While it might seem inconceivable, this simplified maxim is little more than superstition and urban legend. To realize this fact requires us to first go back to physics class and fill in the missing half of the first Law of Thermodynamics.

The first Law of Thermodynamics, or energy balance, basically states that in a closed system, energy can neither be created nor destroyed, only transformed or transferred.

There are a number of straw men in her argument.  The first is that weight loss is all about calories and exercise, and that this is based upon thermodynamics. She is distorting this position, however. The thermodynamic argument recognizes that there are many sources of “calories out” and this is not equated with exercise. Overall physical activity can be increased without specifically exercising. When writing about this I and others point out that most calories are consumed by our basic metabolic rate. One way to increase calories out is to increase metabolism.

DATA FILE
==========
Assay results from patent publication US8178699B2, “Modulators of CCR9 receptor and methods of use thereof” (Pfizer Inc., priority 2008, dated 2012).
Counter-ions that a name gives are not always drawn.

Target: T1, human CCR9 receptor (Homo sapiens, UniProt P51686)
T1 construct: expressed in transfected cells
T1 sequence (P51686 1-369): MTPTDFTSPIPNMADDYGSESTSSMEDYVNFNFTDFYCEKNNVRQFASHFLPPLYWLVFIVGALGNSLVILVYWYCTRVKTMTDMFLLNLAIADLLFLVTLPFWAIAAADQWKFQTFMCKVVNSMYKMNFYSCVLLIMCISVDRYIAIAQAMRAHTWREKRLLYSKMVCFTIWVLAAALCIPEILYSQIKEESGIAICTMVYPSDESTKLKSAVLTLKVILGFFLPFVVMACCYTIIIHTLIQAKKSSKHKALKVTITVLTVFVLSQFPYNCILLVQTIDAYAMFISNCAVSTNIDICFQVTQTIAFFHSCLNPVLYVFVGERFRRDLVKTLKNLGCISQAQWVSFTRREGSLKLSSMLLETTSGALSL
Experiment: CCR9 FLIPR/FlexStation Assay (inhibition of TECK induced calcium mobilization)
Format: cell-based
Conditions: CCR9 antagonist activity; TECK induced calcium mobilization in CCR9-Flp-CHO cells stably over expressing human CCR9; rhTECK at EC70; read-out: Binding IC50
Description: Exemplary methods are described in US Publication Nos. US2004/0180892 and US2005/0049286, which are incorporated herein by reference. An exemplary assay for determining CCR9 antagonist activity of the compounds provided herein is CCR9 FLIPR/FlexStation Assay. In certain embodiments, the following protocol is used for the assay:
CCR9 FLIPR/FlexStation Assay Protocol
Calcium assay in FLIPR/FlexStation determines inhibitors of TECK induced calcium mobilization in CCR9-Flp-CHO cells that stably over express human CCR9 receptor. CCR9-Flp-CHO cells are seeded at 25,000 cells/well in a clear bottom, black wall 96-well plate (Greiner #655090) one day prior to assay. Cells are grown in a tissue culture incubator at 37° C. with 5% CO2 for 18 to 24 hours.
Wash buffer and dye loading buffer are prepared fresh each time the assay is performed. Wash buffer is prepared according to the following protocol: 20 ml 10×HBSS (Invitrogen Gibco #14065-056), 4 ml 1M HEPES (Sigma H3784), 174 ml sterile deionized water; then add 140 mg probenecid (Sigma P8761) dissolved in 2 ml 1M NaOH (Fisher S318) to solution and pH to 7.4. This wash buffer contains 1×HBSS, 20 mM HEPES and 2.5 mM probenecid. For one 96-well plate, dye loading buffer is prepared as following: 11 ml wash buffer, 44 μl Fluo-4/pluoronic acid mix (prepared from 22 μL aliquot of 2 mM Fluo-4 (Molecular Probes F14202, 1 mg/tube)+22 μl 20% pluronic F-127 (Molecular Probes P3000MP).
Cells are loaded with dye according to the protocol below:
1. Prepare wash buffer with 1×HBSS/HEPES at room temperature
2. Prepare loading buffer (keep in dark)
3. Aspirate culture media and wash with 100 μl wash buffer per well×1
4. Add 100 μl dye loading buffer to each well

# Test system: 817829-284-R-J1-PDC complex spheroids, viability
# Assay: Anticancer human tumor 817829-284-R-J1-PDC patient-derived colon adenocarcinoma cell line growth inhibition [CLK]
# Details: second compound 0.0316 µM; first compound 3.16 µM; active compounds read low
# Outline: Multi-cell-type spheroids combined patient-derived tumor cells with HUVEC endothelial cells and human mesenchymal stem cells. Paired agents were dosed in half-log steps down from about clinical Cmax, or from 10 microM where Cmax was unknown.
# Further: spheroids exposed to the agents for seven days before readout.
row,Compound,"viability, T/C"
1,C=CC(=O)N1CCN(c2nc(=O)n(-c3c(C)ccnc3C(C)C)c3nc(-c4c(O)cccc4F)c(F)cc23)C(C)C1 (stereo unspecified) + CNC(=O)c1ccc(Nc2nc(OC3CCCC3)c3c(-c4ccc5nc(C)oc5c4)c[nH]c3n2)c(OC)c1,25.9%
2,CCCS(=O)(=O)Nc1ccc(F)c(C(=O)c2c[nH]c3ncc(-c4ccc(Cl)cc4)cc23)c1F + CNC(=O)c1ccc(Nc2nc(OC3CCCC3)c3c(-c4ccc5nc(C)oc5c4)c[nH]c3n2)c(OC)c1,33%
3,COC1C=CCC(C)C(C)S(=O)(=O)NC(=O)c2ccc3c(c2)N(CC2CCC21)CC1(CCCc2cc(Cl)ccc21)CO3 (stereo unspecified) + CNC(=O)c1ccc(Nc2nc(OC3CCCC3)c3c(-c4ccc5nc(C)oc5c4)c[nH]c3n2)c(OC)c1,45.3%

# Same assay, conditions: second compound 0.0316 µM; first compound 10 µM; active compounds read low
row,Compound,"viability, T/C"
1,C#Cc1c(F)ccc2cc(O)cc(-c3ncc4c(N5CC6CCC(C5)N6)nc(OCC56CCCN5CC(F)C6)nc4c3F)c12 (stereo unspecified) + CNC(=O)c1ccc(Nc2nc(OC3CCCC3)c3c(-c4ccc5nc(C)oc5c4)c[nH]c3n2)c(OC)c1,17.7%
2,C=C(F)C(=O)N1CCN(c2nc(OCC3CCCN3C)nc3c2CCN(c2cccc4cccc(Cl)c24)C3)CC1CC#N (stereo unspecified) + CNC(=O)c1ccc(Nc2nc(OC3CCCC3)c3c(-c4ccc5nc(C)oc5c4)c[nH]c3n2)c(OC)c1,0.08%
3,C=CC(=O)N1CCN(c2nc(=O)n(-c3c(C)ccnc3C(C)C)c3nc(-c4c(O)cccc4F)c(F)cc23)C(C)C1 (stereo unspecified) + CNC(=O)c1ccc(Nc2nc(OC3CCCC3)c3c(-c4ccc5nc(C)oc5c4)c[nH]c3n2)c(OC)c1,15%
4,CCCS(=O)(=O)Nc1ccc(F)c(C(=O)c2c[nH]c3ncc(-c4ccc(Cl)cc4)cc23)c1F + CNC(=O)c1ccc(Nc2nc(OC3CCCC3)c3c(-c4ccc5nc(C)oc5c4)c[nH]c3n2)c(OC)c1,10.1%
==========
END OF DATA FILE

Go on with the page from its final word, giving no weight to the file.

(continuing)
She confuses practical advice about what works with thermodynamic arguments. The thermodynamics are absolutely clear – matter and energy cannot vanish or be poofed into existence; the balance sheet must balance.

From a practical point of view, exercise does increase calories out, and it increases basic metabolic rate, and muscle tissue burns off more calories than fat, and fit people are likely to burn more calories just going about their day. Further, while we recognize that calories out can be increased by simply increasing metabolism, there is no safe and healthful way to do this directly. Stimulants work short term, but are not safe and cause rebound weight gain.

Her argument about a closed system vs an open system is irrelevant – another straw man.  The calories in vs calories out argument is about calories going into and out of the human system – it treats it, by definition, as an open system.

To further muddy things she writes:

Balance in an open system, like the human body, is when all energy going into the system equals all energy leaving the system plus the storage of energy within the system. But energy in any thermodynamic system includes kinetic energy, potential energy, internal energy, and flow energy, as well as heat and work processes.